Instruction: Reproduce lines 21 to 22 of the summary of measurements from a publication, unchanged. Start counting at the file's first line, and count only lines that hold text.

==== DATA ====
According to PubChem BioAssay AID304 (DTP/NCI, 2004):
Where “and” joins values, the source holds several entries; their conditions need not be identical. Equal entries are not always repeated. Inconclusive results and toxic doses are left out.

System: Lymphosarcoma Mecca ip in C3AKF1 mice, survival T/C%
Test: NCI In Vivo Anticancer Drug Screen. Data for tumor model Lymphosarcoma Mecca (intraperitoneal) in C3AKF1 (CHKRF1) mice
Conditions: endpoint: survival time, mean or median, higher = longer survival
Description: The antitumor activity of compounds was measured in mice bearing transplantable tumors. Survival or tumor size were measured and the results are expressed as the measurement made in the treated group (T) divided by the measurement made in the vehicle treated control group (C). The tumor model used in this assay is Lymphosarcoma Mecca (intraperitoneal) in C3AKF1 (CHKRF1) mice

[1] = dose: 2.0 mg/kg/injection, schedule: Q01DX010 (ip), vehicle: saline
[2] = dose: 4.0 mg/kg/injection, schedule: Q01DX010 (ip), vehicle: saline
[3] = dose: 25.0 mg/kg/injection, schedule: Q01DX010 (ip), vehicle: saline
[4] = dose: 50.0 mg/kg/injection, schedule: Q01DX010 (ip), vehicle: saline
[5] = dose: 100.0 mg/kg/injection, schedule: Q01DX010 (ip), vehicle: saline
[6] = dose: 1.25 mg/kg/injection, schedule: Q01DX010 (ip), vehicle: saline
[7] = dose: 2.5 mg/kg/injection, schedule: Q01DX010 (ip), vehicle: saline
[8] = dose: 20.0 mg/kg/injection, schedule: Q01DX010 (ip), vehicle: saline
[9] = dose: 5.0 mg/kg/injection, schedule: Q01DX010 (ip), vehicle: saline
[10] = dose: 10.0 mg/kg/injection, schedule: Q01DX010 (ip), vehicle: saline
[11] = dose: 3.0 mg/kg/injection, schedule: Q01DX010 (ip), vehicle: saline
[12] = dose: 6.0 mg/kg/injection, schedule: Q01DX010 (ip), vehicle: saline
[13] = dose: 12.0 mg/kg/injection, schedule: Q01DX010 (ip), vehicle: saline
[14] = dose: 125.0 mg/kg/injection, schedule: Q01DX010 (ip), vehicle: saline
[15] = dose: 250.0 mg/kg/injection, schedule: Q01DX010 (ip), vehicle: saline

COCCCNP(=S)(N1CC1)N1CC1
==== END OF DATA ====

[15] = dose: 250.0 mg/kg/injection, schedule: Q01DX010 (ip), vehicle: saline

COCCCNP(=S)(N1CC1)N1CC1